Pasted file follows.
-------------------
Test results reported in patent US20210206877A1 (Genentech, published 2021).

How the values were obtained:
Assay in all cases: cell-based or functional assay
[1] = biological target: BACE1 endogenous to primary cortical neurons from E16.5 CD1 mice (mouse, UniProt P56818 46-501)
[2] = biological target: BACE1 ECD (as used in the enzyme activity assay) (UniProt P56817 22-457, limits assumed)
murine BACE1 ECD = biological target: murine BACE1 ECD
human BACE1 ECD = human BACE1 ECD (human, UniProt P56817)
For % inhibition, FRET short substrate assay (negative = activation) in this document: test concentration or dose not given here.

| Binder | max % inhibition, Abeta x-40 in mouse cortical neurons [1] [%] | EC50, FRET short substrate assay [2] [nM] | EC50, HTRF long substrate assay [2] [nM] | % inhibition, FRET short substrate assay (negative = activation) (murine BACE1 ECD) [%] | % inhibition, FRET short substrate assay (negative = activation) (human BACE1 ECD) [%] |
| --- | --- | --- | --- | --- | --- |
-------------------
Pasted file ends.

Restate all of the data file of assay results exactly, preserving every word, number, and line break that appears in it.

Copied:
Test results reported in patent US20210206877A1 (Genentech, published 2021).

How the values were obtained:
Assay in all cases: cell-based or functional assay
[1] = biological target: BACE1 endogenous to primary cortical neurons from E16.5 CD1 mice (mouse, UniProt P56818 46-501)
[2] = biological target: BACE1 ECD (as used in the enzyme activity assay) (UniProt P56817 22-457, limits assumed)
murine BACE1 ECD = biological target: murine BACE1 ECD
human BACE1 ECD = human BACE1 ECD (human, UniProt P56817)
For % inhibition, FRET short substrate assay (negative = activation) in this document: test concentration or dose not given here.

| Binder | max % inhibition, Abeta x-40 in mouse cortical neurons [1] [%] | EC50, FRET short substrate assay [2] [nM] | EC50, HTRF long substrate assay [2] [nM] | % inhibition, FRET short substrate assay (negative = activation) (murine BACE1 ECD) [%] | % inhibition, FRET short substrate assay (negative = activation) (human BACE1 ECD) [%] |
| --- | --- | --- | --- | --- | --- |